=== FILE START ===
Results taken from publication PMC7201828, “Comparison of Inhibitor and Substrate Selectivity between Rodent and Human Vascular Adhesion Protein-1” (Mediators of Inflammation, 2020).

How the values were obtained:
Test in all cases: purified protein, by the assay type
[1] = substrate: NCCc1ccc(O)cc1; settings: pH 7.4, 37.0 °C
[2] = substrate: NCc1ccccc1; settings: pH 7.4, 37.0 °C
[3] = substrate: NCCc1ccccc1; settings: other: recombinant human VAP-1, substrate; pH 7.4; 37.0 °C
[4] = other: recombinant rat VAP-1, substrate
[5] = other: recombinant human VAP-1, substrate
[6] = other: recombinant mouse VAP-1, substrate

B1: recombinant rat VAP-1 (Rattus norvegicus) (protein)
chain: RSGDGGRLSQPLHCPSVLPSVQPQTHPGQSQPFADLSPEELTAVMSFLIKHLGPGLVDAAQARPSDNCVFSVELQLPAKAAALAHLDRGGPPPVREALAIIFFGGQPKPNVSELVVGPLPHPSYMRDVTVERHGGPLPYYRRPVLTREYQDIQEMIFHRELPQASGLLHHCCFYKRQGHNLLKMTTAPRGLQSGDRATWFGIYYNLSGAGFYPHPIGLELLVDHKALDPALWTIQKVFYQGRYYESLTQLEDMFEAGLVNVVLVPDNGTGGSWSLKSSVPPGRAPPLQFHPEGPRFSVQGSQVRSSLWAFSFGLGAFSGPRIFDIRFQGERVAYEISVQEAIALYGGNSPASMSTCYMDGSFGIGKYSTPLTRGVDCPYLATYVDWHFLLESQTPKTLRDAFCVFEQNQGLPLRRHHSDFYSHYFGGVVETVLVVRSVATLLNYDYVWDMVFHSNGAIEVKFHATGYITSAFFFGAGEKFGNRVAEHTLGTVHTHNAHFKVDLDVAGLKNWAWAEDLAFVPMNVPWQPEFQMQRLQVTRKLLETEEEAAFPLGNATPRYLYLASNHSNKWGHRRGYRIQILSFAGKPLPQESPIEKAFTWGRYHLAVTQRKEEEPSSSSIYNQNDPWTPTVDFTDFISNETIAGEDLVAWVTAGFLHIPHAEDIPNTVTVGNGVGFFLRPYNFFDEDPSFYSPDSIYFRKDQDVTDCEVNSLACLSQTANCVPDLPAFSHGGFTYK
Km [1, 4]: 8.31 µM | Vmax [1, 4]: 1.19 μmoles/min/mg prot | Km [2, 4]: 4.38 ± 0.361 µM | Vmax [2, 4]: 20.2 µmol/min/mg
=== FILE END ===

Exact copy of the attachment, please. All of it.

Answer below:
Results taken from publication PMC7201828, “Comparison of Inhibitor and Substrate Selectivity between Rodent and Human Vascular Adhesion Protein-1” (Mediators of Inflammation, 2020).

How the values were obtained:
Test in all cases: purified protein, by the assay type
[1] = substrate: NCCc1ccc(O)cc1; settings: pH 7.4, 37.0 °C
[2] = substrate: NCc1ccccc1; settings: pH 7.4, 37.0 °C
[3] = substrate: NCCc1ccccc1; settings: other: recombinant human VAP-1, substrate; pH 7.4; 37.0 °C
[4] = other: recombinant rat VAP-1, substrate
[5] = other: recombinant human VAP-1, substrate
[6] = other: recombinant mouse VAP-1, substrate

B1: recombinant rat VAP-1 (Rattus norvegicus) (protein)
chain: RSGDGGRLSQPLHCPSVLPSVQPQTHPGQSQPFADLSPEELTAVMSFLIKHLGPGLVDAAQARPSDNCVFSVELQLPAKAAALAHLDRGGPPPVREALAIIFFGGQPKPNVSELVVGPLPHPSYMRDVTVERHGGPLPYYRRPVLTREYQDIQEMIFHRELPQASGLLHHCCFYKRQGHNLLKMTTAPRGLQSGDRATWFGIYYNLSGAGFYPHPIGLELLVDHKALDPALWTIQKVFYQGRYYESLTQLEDMFEAGLVNVVLVPDNGTGGSWSLKSSVPPGRAPPLQFHPEGPRFSVQGSQVRSSLWAFSFGLGAFSGPRIFDIRFQGERVAYEISVQEAIALYGGNSPASMSTCYMDGSFGIGKYSTPLTRGVDCPYLATYVDWHFLLESQTPKTLRDAFCVFEQNQGLPLRRHHSDFYSHYFGGVVETVLVVRSVATLLNYDYVWDMVFHSNGAIEVKFHATGYITSAFFFGAGEKFGNRVAEHTLGTVHTHNAHFKVDLDVAGLKNWAWAEDLAFVPMNVPWQPEFQMQRLQVTRKLLETEEEAAFPLGNATPRYLYLASNHSNKWGHRRGYRIQILSFAGKPLPQESPIEKAFTWGRYHLAVTQRKEEEPSSSSIYNQNDPWTPTVDFTDFISNETIAGEDLVAWVTAGFLHIPHAEDIPNTVTVGNGVGFFLRPYNFFDEDPSFYSPDSIYFRKDQDVTDCEVNSLACLSQTANCVPDLPAFSHGGFTYK
Km [1, 4]: 8.31 µM | Vmax [1, 4]: 1.19 μmoles/min/mg prot | Km [2, 4]: 4.38 ± 0.361 µM | Vmax [2, 4]: 20.2 µmol/min/mg